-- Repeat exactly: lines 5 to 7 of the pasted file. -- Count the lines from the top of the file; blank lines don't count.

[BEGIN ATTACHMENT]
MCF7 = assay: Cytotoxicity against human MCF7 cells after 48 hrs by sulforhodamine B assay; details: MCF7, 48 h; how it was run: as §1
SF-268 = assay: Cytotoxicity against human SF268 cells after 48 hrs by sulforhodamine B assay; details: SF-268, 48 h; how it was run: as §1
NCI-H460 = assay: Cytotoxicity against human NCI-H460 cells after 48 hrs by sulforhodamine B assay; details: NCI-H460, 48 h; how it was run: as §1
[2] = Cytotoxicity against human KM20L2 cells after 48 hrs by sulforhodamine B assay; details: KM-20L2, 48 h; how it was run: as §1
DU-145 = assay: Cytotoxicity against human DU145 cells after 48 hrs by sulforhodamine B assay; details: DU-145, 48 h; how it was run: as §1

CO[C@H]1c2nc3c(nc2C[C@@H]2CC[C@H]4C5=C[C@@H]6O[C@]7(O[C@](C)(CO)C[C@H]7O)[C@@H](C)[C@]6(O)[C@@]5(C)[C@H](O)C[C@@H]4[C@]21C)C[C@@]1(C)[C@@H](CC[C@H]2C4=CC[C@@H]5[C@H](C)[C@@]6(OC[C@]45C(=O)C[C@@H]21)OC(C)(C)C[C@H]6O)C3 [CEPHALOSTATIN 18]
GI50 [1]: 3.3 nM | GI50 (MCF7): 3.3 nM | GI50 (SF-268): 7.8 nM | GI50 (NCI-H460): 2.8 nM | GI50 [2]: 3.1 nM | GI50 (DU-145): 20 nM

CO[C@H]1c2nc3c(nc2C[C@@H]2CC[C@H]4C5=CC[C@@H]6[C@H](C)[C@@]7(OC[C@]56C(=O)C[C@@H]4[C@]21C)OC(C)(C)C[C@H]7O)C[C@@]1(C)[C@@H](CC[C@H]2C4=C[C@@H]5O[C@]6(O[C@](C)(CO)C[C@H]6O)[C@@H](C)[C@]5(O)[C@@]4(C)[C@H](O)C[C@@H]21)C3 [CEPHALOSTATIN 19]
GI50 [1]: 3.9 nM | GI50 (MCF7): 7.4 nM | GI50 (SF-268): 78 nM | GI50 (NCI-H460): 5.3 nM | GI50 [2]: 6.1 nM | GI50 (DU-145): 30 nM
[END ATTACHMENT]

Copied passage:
DU-145 = assay: Cytotoxicity against human DU145 cells after 48 hrs by sulforhodamine B assay; details: DU-145, 48 h; how it was run: as §1

CO[C@H]1c2nc3c(nc2C[C@@H]2CC[C@H]4C5=C[C@@H]6O[C@]7(O[C@](C)(CO)C[C@H]7O)[C@@H](C)[C@]6(O)[C@@]5(C)[C@H](O)C[C@@H]4[C@]21C)C[C@@]1(C)[C@@H](CC[C@H]2C4=CC[C@@H]5[C@H](C)[C@@]6(OC[C@]45C(=O)C[C@@H]21)OC(C)(C)C[C@H]6O)C3 [CEPHALOSTATIN 18]
GI50 [1]: 3.3 nM | GI50 (MCF7): 3.3 nM | GI50 (SF-268): 7.8 nM | GI50 (NCI-H460): 2.8 nM | GI50 [2]: 3.1 nM | GI50 (DU-145): 20 nM